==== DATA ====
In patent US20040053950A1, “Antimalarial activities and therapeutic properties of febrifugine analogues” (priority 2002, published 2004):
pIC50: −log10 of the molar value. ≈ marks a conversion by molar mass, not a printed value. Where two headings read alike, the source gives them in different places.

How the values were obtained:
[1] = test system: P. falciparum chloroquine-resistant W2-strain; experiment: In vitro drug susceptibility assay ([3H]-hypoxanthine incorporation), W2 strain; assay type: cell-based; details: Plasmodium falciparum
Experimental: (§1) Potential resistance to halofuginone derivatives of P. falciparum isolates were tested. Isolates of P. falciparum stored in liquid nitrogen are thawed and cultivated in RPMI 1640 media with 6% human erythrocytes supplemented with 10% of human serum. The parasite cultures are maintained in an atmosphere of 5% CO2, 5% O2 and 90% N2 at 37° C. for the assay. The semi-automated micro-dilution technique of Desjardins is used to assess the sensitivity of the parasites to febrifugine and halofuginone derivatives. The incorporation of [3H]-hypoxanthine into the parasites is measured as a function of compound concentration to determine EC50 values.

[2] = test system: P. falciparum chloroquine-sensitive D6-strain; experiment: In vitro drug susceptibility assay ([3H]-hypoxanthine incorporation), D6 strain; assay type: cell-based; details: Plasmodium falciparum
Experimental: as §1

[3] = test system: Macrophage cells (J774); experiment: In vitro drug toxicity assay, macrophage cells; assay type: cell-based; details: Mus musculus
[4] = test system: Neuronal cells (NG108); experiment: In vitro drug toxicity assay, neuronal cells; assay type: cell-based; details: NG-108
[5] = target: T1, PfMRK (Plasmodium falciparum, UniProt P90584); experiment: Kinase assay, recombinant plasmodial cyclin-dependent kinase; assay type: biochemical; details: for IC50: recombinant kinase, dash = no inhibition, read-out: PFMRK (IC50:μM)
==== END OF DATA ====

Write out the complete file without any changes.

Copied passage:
In patent US20040053950A1, “Antimalarial activities and therapeutic properties of febrifugine analogues” (priority 2002, published 2004):
pIC50: −log10 of the molar value. ≈ marks a conversion by molar mass, not a printed value. Where two headings read alike, the source gives them in different places.

How the values were obtained:
[1] = test system: P. falciparum chloroquine-resistant W2-strain; experiment: In vitro drug susceptibility assay ([3H]-hypoxanthine incorporation), W2 strain; assay type: cell-based; details: Plasmodium falciparum
Experimental: (§1) Potential resistance to halofuginone derivatives of P. falciparum isolates were tested. Isolates of P. falciparum stored in liquid nitrogen are thawed and cultivated in RPMI 1640 media with 6% human erythrocytes supplemented with 10% of human serum. The parasite cultures are maintained in an atmosphere of 5% CO2, 5% O2 and 90% N2 at 37° C. for the assay. The semi-automated micro-dilution technique of Desjardins is used to assess the sensitivity of the parasites to febrifugine and halofuginone derivatives. The incorporation of [3H]-hypoxanthine into the parasites is measured as a function of compound concentration to determine EC50 values.

[2] = test system: P. falciparum chloroquine-sensitive D6-strain; experiment: In vitro drug susceptibility assay ([3H]-hypoxanthine incorporation), D6 strain; assay type: cell-based; details: Plasmodium falciparum
Experimental: as §1

[3] = test system: Macrophage cells (J774); experiment: In vitro drug toxicity assay, macrophage cells; assay type: cell-based; details: Mus musculus
[4] = test system: Neuronal cells (NG108); experiment: In vitro drug toxicity assay, neuronal cells; assay type: cell-based; details: NG-108
[5] = target: T1, PfMRK (Plasmodium falciparum, UniProt P90584); experiment: Kinase assay, recombinant plasmodial cyclin-dependent kinase; assay type: biochemical; details: for IC50: recombinant kinase, dash = no inhibition, read-out: PFMRK (IC50:μM)